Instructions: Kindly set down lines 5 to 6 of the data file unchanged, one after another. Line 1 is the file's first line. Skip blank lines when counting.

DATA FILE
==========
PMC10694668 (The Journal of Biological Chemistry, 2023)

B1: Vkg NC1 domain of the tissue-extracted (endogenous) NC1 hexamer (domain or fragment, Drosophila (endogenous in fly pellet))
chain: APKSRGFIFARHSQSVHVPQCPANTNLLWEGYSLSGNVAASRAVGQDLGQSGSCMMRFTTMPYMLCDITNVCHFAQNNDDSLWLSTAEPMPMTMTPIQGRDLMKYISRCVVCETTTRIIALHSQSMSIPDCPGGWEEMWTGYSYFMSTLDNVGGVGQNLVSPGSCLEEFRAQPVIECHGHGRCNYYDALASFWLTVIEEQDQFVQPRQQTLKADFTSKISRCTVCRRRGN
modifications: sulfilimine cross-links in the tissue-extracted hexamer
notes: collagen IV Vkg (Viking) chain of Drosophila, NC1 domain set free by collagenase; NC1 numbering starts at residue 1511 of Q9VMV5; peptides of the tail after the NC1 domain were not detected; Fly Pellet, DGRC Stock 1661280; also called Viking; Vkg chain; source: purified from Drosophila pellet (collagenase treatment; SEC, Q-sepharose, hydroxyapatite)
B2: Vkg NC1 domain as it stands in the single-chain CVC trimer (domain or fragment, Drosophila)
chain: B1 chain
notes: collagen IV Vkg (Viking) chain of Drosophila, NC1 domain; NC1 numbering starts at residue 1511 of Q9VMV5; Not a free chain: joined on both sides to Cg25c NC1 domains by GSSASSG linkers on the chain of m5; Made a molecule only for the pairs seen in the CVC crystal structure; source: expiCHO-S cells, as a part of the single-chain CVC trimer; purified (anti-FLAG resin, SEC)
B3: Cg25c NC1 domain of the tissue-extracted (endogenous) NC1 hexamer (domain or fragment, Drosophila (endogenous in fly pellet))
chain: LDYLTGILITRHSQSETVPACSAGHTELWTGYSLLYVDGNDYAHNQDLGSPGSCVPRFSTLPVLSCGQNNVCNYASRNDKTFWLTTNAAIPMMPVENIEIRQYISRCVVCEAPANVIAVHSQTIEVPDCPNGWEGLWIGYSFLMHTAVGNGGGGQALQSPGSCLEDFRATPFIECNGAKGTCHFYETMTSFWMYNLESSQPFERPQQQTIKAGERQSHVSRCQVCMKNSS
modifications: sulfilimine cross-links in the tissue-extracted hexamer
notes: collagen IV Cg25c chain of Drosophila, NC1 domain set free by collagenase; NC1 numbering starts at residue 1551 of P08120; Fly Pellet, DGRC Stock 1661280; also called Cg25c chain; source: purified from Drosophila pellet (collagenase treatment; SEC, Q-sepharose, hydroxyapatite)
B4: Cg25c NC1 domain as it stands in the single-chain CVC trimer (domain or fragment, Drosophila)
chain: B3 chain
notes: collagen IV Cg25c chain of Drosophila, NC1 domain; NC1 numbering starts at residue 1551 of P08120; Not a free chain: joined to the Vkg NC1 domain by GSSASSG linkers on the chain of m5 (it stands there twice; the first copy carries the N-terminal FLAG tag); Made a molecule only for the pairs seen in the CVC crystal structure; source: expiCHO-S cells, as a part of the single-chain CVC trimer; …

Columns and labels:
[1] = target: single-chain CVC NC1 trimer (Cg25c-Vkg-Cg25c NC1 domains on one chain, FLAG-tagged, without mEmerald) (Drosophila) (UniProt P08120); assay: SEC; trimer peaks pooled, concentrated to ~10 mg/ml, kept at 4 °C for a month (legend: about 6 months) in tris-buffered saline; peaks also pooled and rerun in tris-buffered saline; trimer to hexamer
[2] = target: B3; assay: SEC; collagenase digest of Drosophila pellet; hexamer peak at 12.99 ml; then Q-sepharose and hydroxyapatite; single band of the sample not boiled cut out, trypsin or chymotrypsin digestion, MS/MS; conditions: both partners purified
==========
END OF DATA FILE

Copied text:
notes: collagen IV Vkg (Viking) chain of Drosophila, NC1 domain set free by collagenase; NC1 numbering starts at residue 1511 of Q9VMV5; peptides of the tail after the NC1 domain were not detected; Fly Pellet, DGRC Stock 1661280; also called Viking; Vkg chain; source: purified from Drosophila pellet (collagenase treatment; SEC, Q-sepharose, hydroxyapatite)
B2: Vkg NC1 domain as it stands in the single-chain CVC trimer (domain or fragment, Drosophila)